Throw the bums out! Every two years we get the opportunity to do just that. Every two years the governor, lieutenant governor, treasurer, auditor, all state representatives and all the senators answer to the will of the people. By inking in a series of ovals on a sheet of paper, Vermonters can completely change the makeup of the institutions that govern us and write our laws. That’s an incredible power people in many countries are denied and would die for.
Though the election is in November, those of you that have mused about placing your hands on the reins of power must soon step up. Assuming you’re running as a Democrat or Republican, you cannot get your name on the November ballot without first winning the primary election in August. To get your name on that ballot, you must turn in the proper petition by May 31. Ask the town clerk about it. That petition requires signatures. A state representative, like myself, must chase down and strong-arm 50 registered voters into signing my petition. They must all be from my Colchester district (CH-9-1, the village side).
Any number of candidates can run in August’s primary. That election winnows the state representative candidates down to two from each political party. At most, the names of two Democrats and two Republicans will move from the August primary election to the November general election. There might also be candidates from other parties. In November, voters choose any two.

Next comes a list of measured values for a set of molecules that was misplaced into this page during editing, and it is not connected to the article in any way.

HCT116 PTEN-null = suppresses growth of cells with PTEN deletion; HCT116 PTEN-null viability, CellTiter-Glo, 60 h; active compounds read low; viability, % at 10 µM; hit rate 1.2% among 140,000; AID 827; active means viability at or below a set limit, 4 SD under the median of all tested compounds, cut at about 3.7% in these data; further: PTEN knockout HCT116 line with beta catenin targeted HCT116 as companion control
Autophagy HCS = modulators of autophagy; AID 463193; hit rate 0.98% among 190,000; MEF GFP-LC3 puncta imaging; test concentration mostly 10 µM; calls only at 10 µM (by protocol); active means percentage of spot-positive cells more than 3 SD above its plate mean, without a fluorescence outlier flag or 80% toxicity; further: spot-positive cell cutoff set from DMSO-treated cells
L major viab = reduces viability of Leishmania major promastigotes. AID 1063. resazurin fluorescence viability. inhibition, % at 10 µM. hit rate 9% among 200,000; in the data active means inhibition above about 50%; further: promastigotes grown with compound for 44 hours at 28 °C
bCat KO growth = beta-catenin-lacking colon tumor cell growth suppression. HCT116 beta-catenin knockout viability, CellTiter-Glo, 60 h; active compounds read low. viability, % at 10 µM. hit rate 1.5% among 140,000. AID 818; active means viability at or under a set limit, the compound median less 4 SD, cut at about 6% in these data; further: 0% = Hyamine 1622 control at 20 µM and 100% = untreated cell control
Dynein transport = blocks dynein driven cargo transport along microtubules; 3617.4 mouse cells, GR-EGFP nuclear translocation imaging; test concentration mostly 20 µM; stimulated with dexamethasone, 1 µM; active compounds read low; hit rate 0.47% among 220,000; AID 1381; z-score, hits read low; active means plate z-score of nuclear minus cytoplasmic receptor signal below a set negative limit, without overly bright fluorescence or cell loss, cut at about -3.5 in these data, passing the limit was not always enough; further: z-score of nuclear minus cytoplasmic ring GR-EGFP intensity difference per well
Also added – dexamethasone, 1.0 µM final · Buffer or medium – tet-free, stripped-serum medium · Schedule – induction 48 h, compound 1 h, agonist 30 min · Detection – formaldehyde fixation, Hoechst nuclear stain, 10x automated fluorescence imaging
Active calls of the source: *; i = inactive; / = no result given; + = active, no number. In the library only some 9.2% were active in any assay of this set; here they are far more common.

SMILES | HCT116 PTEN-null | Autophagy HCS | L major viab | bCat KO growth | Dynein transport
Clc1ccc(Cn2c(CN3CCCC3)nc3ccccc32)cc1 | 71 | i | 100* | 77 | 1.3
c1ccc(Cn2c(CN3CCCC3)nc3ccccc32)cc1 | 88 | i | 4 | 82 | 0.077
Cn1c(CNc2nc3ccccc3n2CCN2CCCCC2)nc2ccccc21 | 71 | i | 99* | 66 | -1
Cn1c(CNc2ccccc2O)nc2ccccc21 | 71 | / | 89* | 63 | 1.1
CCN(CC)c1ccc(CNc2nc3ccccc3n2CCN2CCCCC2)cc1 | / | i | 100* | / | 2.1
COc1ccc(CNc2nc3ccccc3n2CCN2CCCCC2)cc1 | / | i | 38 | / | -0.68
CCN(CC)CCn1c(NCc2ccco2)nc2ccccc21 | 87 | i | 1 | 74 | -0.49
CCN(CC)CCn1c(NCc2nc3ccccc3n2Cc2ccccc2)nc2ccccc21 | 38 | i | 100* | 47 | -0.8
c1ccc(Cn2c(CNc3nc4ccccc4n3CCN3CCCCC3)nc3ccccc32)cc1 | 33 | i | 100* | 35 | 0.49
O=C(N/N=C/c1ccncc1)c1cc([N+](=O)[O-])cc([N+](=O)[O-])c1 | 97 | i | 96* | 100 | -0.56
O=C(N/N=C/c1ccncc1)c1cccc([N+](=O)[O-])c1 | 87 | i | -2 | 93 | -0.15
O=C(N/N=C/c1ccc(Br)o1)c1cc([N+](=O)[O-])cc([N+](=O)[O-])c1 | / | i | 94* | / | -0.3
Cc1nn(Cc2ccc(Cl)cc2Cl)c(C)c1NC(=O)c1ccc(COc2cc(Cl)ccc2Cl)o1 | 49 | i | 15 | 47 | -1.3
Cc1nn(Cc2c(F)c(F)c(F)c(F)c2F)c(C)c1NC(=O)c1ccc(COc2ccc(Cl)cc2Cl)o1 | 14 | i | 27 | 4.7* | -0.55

Getting your name on the primary ballot costs nothing. The cost of running is in the campaign. A lowkey campaign with yard signs, a thousand flyers to hand out and a few newspaper ads could easily cost $2,000. If you’re elected as a representative, your pay is about $700 for each week that the legislature is in session. You get reimbursed for the commute and there is a per diem meal allowance of $74 a day. There’s also $125 for the cost of lodging if you spend the night. A prudent person might make $1,000 for each of the roughly 20 weeks of the session, but it depends a lot on how you choose to live while in Montpelier.
A hot button issue or a commitment to a good cause may motivate you to run and get elected, but then there’s the actual job. Media grabbing floor votes happen only a few times a session. For a good idea of the daily work of a representative see my weekly blog post. There’s a link to it near the top of my website, CT4VT.com.
Keep in mind that “throw the bums out” has a new meaning when you’re the bum that might be thrown out.